The problem with that logic (eg. "lower prices means more sales"), it actually translates to a perception of "lower quality" in the eyes of the customer.

    As Jeff is rightly pointing out, it also sets a dangerous precedent.

    I'm curious to see what the net effect of this trend will be...will companies jump ship en masse to something like iPhone distribution (which is becoming another bubble)..

    Eventually there won't be any small / Indie developer left who will spend that giant chunk of change to compete in the portal arena for the super low ROI.

    ReplyDelete
  17. Ultimately, it's about cost of entry for me. I absolutely encourage developers to charge what their market will bear - better they stay in business whether or not I personally buy their game. But all the same, I'm not willing to risk very much money on an unknown quantity - which is what nearly all indie games are, to me. An occasional indie title captures the eye of the gaming press, but by and large you don't get the kind of information saturation you do with big budget titles. There's a much wider variance of quality compared to the aforementioned big budget titles. And I've long since given up on demos as being reliable forecasts of whether I will enjoy a game long term or not. So all of that suggests to me a price point of around $5 to $10 as the point where I'm no longer risking enough money to worry about having made a bad choice.

    With a couple of exceptions, of course. One being Spiderweb games. Why? Because I've been playing them since Exile I and I know damn well what I'm getting and exactly how worthwhile it is. (heck, I just blew $120 on 'em a couple weeks back.) But you have to earn that kind of trust and that's tough.

    (Keep in mind that I don't pay $50 or $60 for big budget commercial titles either.)

    ReplyDelete
  18. @malkav11: "I'm not willing to risk very much money on an unknown quantity - which is what nearly all indie games are, to me."

    Absolutely right. Nor should you. Which is why all Indies should provide good, beefy demos that help you be sure you aren't getting ripped off. Which, I'm afraid, most demos don't do these days.

    Thanks ... You gave me a good idea for another blog post.

    - Jeff Vogel

    ReplyDelete
  19. I just wanted to mention that it was a smart move on your part--I think--to put Avernum 4 on Bigfishgames.

    On occasion, I really enjoy silly, throwaway games that I can play for a couple of nights and then give up, which is just fine when I'm spending only $6.95 for a game. I like the cheap distraction, so BigFish games works for me in that regard.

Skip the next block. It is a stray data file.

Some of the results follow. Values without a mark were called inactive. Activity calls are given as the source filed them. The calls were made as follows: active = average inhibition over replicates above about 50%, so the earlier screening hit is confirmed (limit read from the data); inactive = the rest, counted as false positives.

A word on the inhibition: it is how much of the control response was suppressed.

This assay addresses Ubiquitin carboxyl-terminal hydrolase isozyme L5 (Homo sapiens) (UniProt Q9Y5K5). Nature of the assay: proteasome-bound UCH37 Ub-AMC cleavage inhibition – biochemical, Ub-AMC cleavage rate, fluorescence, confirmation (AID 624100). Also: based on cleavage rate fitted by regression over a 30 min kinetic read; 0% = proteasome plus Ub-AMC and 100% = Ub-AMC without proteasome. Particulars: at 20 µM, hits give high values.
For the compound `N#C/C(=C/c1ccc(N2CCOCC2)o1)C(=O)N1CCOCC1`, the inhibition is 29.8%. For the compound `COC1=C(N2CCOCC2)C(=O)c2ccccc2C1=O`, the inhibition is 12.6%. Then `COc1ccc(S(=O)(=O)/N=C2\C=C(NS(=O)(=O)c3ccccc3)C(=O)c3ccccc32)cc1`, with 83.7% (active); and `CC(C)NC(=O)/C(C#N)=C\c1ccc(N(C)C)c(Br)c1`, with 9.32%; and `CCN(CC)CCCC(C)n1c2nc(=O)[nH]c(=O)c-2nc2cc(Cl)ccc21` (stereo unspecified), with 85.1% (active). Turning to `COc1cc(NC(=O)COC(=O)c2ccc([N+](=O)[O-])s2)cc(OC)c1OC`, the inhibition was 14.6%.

I ended up getting Avernum 4 from Bigfish quite some time ago and loved it so much that I sought out your website and bought a whole bunch of your games for the full price. The games are so good that it's worth it to me, but I'm not a big gammer, and I know that I would have never discovered Spiderweb if I hadn't first seen the game first on BigFish and been able to play the whole thing on the cheap.

    Just thought you'd like to know that your marketing strategy worked at least in my case!

    ReplyDelete
  20. @Christine: If only more people were like you! The casual portals garner a lot of loyalty, most of the time. A game could be out for months and receive lots of glowing reviews but there will still be lots of people who won't buy it because it doesn't appear on their portal of choice.

    This might have been due to the game club offers, where customers had to buy a certain number of games from a specific site in order to keep their discount. Now that those purchase minimums are going away, perhaps that will change.

    ReplyDelete
  21. Following @Christine's comment, the people who run these major casual portals, very much like AAA publishers, strive to remove any individuality from the people who made the games for them in order to boost their own brand. I feel for the consumer who buys those types of games, the message they're receiving is that these games are like shampoos you can pick from the supermarket, all made by the same brand but with different properties.

    For example, take world of goo:
    http://www.bigfishgames.com/download-games/5692/world-of-goo/index.html

    They're trying to keep as much as possible that the game was made by 2D Boy. The trailer even says "BIG FISH GAMES" and then cuts immediately to World of Goo.

    If you don't know that someone worked really hard on something, how would you appreciate it? I'm not sure if they'd care enough to go out of the way to find out who made these games.